Just recently I was reading a blog that I follow – Raising 5 Kids with Disabilities and Remaining Sane Blog. The title; What’s in my Purse. The post was about the many trips the family has made to the emergency room over the years and what the author learned to carry with her at all times. If you have a minute, check it out.
It made me realize how lucky I am to have made only ONE trip to the ER with DC – that is correct, ONLY ONE! (Knocking wood, Knocking Wood, Knocking Wood). The one trip came at age 21 and for the most ridiculous reason. As you may or may not know, DC is 23 with Autism. Safety is not something he has any awareness of. He IS a little better now that he is older, but he is better because he has been taught not to do this or not to do that, not because he really understands what can happen to him. He doesn’t really understand many things unless/until they actually happen. So not wanting him to get hit by a car in order for him to understand what could happen if he were to be hit by a car….. I have to hope that making rules, and pointing out everything around him, will have some impact on him.
I mean, I have really been lucky (still knocking wood), so much so that we’ve never had to use a Band-Aid. He loves Band-Aids and wants to wear them so much that he just wears them for no reason, or invents a reason the wear them. The one and only time he cut himself when he fell off his bike – yes, he somehow managed to tip over an adult three-wheeled bike – he was so excited to have a big raspberry on his chest, he wasn’t concerned about the fall, he just wanted a Band-Aid. He was so crushed that the raspberry was much too big for a Band-Aid, that I had to make up a reason to apply one to his leg, just to make him happy.
Band-Aids, especially “character-themed Band-Aids” are on his “odd gifts list” along with the rolls of scotch tape, mentioned in an earlier blog.
A few years ago, we took a weekend trip to Hyannis, MA in Cape Cod. He arrived Friday evening. The plan; have dinner and hang out at the hotel on Friday night. Saturday we would take the ferry, and spend the day in Nantucket. Sunday, we planned to stop in and visit one of my oldest friends (from grammar school, believe it or not) before we headed home.
We arrived on Friday evening. DC was happy to be in the hotel. As far as he was concerned, we could just stay there. He loves hotels. Saturday, as planned, we took the ferry to Nantucket. He loved the ferry. We searched out a few book stores as we must (see “Off to the Book Store We Go”), looked around, had lunch and took the last ferry back to the hotel. It was a nice day. We had a good time.
Sunday morning was going to be spent just hanging out in the hotel room until it was time to check out. DC was watching a movie on his kindle, Doug was on the deck and I was packing up the bathroom items. I was only in the bathroom for a few minutes. When I came out, DC was sitting at the desk; right where I left him. He yelled “Mom! Tears.” DC, as a rule almost never has tears, his eyes never water -even when he cries, he rarely has tears. When he is really upset and really crying and wants to make certain I know how upset he is, he will use water or spit to create tears, just for effect. Even as a baby, he did not have tears when he cried. But here I could see he had tears running down his face…… real tears.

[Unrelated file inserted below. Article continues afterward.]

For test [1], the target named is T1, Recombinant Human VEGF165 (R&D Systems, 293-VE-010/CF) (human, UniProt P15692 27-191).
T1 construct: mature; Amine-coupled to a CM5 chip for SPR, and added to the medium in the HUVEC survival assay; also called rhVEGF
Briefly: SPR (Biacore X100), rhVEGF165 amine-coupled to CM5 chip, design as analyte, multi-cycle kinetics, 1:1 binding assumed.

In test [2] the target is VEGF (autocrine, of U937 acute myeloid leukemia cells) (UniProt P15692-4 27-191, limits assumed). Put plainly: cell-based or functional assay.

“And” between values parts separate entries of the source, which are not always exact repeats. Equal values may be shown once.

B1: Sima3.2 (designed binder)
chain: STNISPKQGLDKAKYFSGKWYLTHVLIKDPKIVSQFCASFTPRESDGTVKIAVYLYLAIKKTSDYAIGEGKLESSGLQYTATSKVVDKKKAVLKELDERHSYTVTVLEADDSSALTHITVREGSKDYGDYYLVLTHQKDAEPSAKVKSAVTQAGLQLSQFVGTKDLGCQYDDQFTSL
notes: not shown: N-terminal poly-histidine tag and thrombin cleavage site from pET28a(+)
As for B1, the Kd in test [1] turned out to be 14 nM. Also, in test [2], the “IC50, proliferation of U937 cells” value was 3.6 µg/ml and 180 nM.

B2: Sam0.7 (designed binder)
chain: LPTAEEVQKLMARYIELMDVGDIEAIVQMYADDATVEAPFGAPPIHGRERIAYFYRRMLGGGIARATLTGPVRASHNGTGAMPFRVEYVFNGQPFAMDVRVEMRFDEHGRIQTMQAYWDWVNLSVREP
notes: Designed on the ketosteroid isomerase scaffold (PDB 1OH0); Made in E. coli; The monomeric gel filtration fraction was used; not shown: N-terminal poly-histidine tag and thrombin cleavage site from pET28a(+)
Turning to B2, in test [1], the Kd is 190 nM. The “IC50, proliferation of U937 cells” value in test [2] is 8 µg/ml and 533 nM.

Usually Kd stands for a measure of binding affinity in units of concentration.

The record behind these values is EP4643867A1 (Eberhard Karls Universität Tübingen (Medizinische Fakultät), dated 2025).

I thought possibly his allergies were hitting him harder than usual – Doug had the deck door open and the deck was right on the golf course. “DC, what’s wrong, do you have something in your eye?”
“Mom! Tears! Ear!” On one hand he was excited about the real tears on his face but his excitement was mixed with a bit of panic.
I had no idea what he was trying to tell me. Then he showed me the ear bud from his Kindle. There were rubber covers on the ear buds and one was missing. Panicking, I yelled out to Doug something that probably made no sense, and ran DC into the bathroom. I couldn’t see anything in his ear. DC started to panic now that he realized that I couldn’t get it out right away.
This entire exchange above…. Tears, Ear and showing me the ear bud would normally be cause for celebration – DC being able to tell me that something is wrong and what is wrong is a very BIG deal, but all celebrating had to wait because he was getting more panicky by the second.
I still could not see anything in his ear. I dumped everything that I had just packed out and could not find the tweezers. I sent Doug down to the front desk to ask for a flashlight and tweezers, while I tried to keep DC’s fingers out of his ears and tried keep him from flipping out any more than he already was. Doug came back; the desk had no tweezers (?) and no flashlight (?).